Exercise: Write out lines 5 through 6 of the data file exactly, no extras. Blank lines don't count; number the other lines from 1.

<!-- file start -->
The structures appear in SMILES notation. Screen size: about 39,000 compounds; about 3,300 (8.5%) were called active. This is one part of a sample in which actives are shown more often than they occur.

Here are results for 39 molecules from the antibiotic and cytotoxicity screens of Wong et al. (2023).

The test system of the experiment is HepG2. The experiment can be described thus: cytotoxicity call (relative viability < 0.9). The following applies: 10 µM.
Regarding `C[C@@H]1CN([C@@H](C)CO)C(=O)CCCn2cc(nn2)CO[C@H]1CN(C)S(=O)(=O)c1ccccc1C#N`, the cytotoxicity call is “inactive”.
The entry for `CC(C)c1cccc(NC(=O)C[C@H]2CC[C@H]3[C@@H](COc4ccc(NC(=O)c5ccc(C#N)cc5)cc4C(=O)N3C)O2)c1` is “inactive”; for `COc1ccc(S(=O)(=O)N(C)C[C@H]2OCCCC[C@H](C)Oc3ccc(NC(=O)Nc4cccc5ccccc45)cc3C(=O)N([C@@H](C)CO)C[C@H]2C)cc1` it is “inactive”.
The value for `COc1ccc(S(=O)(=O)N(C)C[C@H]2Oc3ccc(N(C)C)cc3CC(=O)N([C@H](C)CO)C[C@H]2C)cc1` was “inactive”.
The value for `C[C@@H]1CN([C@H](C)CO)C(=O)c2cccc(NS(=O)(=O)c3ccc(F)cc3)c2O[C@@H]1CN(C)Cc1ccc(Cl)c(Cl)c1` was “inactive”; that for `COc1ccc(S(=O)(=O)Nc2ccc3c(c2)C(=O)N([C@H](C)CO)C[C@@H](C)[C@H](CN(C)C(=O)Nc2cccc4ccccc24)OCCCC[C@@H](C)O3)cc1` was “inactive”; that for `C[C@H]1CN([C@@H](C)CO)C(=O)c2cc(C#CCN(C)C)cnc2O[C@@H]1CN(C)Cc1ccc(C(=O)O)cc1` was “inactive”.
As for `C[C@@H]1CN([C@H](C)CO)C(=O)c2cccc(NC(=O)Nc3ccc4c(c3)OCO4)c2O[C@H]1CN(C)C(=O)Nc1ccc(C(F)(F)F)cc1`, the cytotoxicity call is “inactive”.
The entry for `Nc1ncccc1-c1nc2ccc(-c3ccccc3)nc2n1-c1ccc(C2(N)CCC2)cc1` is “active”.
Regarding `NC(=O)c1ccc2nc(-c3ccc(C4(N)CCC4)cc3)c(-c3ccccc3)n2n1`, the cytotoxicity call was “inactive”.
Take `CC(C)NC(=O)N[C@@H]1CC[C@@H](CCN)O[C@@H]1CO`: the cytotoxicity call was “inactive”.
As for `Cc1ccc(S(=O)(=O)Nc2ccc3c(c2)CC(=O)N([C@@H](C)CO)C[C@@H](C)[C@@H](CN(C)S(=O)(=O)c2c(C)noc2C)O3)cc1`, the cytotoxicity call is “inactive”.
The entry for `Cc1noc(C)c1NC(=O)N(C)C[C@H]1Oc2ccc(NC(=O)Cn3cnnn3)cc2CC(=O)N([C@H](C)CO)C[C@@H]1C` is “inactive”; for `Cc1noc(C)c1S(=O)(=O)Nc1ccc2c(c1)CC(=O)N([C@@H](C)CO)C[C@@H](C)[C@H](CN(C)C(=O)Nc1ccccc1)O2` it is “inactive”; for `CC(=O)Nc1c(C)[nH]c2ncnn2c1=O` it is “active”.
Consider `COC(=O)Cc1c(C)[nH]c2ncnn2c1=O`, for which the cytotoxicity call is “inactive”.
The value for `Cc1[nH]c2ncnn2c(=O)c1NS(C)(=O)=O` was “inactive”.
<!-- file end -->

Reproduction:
The entry for `CC(C)c1cccc(NC(=O)C[C@H]2CC[C@H]3[C@@H](COc4ccc(NC(=O)c5ccc(C#N)cc5)cc4C(=O)N3C)O2)c1` is “inactive”; for `COc1ccc(S(=O)(=O)N(C)C[C@H]2OCCCC[C@H](C)Oc3ccc(NC(=O)Nc4cccc5ccccc45)cc3C(=O)N([C@@H](C)CO)C[C@H]2C)cc1` it is “inactive”.
The value for `COc1ccc(S(=O)(=O)N(C)C[C@H]2Oc3ccc(N(C)C)cc3CC(=O)N([C@H](C)CO)C[C@H]2C)cc1` was “inactive”.